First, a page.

People Support Helps Daisy Flourish at SERC
A young hockey player with a severe hearing impairment found that the learning support in South Eastern Regional College (SERC) went beyond the offer of devices and equipment, involving all the students and tutors on her course.
0 min read
30 March 2021
A young hockey player with a severe hearing impairment found that the learning support in South Eastern Regional College (SERC) goes beyond the offer of devices and equipment, to include the involvement of all the tutors and students on her course.
Daisy Boast (17) moved to Bangor from Epsom in Surrey. She enrolled on the Level 2 Sports Studies and has now progressed to the BTEC Level 3 National Extended Diploma in Sports and Outdoor Activities at SERC’s Bangor Campus. She says,
“When I was looking at courses to study in Northern Ireland, SERC offered me courses and relevant support which helped me decided to come to the College."
Daisy adds, “I’m hearing impaired and have worn hearing aids since I was three years old. I am severely impaired in my right ear and profoundly in my left ear. You wouldn’t know this to look at me, unless you saw my hearing aids. When people do know, they can help me by facing towards me whilst talking so I can lip-read. Likewise, when I am talking to people, it needs to be in a quiet environment. However, given that I love sports and my studies will hopefully lead to a career in sports, I’m mostly in a loud environment so it is a struggle for me - people have to be close to me to talk or I have to lip-read.
“When I came to SERC, I was offered everything I had in place in my secondary school - such as radio aids to hear the lecturer directly into my ‘shoe’ adapters in a big class (I usually sat in front of the class so I could focus and I’m hearing the teacher properly even though I used the adapters); a teaching assistant who would sit next to me in class and take notes down if I had problems with the topic or if they thought that I would be unsure of something important; and I also had what’s called ‘segregated learning’, really one-to-one tuition, for an hour or two once a week to ensure that I understood everything and was up to date with work, but I felt, because of the support that was offered from my tutors, that I didn’t need the equipment. After each lesson, my tutors check one-to-one with me that I have understood everything. It is one of the best things about my course, there is this constant support, making sure that I completely understand everything as we move through the course.
"Many people have made my time at SERC successful, but the one who stands out is Lynda Robinson who helped by putting everything in place, and by that, I mean making sure everyone knew the best way to communicate with me and checking in that I am comfortable knowing what I have to do.”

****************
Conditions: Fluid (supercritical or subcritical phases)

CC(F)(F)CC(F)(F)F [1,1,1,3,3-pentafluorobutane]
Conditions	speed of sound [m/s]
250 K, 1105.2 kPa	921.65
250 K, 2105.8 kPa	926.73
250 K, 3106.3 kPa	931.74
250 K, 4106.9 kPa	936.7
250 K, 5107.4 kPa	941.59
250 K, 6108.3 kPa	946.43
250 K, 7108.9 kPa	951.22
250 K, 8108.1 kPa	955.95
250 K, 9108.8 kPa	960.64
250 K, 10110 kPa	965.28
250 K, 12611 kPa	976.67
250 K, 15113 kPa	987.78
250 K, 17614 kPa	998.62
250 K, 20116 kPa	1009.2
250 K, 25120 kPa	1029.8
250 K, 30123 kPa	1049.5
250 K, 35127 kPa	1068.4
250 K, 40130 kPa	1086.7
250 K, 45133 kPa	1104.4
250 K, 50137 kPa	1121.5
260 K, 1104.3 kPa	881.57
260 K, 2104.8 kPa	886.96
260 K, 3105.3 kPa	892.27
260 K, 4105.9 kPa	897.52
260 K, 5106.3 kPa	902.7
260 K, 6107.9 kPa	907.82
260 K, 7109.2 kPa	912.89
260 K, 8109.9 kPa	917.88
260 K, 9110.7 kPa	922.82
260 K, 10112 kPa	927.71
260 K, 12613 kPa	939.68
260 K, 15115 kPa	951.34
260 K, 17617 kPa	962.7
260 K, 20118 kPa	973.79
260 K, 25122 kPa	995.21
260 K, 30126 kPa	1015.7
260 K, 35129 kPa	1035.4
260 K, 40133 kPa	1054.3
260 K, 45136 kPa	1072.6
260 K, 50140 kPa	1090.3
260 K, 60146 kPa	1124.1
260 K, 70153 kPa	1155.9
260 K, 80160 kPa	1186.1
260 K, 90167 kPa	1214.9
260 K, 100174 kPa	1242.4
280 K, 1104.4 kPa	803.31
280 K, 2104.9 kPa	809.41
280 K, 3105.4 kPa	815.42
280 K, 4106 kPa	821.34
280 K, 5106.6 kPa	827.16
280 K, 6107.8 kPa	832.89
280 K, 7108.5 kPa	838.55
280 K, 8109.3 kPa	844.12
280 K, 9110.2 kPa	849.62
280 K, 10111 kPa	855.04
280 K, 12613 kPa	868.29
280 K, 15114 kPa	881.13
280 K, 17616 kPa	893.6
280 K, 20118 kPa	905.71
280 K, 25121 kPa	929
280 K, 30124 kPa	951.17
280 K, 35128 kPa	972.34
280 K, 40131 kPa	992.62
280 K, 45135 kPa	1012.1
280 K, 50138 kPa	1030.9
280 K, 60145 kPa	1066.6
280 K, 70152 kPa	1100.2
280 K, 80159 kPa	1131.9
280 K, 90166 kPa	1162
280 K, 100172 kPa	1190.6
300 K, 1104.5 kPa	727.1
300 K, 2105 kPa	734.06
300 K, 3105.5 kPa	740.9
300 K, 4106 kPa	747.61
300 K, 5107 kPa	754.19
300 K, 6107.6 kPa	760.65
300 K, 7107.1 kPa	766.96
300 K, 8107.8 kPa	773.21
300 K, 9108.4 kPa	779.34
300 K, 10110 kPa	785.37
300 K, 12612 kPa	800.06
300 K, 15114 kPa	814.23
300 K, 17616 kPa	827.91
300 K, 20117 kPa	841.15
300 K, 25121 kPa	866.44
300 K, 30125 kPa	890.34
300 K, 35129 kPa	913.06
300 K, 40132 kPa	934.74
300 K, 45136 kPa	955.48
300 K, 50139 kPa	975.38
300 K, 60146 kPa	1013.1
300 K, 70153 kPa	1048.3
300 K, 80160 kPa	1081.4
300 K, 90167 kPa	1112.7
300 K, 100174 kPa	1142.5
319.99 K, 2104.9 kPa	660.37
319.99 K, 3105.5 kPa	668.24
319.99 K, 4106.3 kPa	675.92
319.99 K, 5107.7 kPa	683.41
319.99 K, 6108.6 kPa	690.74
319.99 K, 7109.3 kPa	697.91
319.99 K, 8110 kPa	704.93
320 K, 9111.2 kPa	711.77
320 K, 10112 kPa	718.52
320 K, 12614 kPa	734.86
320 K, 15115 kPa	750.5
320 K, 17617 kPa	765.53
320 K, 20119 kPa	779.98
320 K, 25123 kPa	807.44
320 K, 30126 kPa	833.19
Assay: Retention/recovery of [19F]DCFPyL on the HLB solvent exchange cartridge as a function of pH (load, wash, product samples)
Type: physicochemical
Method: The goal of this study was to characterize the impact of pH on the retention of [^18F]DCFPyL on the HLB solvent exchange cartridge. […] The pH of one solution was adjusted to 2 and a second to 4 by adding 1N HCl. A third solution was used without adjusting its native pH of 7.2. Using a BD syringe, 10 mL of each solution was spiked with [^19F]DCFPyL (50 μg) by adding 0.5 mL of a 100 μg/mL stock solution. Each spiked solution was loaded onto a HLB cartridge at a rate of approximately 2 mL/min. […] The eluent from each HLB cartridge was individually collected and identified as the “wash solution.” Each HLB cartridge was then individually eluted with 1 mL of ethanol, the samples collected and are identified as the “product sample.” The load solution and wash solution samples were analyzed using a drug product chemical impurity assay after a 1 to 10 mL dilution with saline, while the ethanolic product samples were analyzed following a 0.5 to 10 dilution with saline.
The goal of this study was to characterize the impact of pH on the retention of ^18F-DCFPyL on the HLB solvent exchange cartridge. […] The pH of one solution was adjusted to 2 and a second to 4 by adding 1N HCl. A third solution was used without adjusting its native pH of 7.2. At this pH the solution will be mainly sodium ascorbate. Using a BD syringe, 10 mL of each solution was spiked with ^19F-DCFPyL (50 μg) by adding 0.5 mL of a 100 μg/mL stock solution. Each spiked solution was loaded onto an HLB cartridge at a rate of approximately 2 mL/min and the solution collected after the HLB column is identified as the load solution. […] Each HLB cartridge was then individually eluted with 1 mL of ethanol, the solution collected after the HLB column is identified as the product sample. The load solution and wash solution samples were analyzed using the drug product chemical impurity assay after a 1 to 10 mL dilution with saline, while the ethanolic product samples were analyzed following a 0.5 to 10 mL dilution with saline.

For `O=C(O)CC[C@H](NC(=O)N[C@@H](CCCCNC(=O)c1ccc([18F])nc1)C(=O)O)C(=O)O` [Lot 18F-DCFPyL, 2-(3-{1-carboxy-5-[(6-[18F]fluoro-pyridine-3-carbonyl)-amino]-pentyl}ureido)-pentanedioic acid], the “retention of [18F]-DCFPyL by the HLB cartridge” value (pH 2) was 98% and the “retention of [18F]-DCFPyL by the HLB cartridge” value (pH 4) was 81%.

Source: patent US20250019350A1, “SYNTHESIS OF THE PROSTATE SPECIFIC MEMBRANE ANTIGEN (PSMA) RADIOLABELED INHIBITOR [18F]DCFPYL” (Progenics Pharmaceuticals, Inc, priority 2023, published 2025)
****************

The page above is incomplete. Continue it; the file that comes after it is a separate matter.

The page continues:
Having a hearing impairment has never stopped Daisy Boast doing what she wanted to do. The young woman, who previously played hockey for Pegasus Hockey Club in Belfast, is now in 2nd XI with Bangor Hockey Club.
For Daisy as for every other student, the world of learning changed with the first lockdown last March:
“We had to go online and, like everyone else, I had ups and downs. I struggled online because of my condition, mishearing things, and having to get the tutors to repeat themselves. I felt like I was going to fall behind. However, luckily, I had support from the group in my course and the tutors, from family and friends, all going through the same thing as me. The team at SERC, of course, checked on the need for additional support and I felt that I would benefit from a tutoring session once a week. This was put in place immediately on a one-to-one basis.”
Paul Walsh, Head of SERC’s Learning Support team says,
“All our students are individuals, and no two students will need the same support when they come to SERC, or even the same level of support throughout their time at the College. At SERC, we are proud that the Learning Support offered to students is tailored to help make students as independent in their learning as possible and adapted to meet their changing needs as they progress. We aim to make learning support seamless so that everyone who is working to help a student achieve is in the loop.”
As for future plans, Daisy says, “My ambition, after completing my Level 3 in Sports and Outdoor Activities, is to progress to a degree and I am looking at all my options. At the minute I am thinking I would like to pursue a career in coaching; something that will ensure I can enjoy outdoors life."
Daisy concludes, “For someone with any condition that means you need some support to get to where you want to be, I would recommend coming to SERC to study. Simply because the support is already built in to whatever you want to do. Just go for it.”
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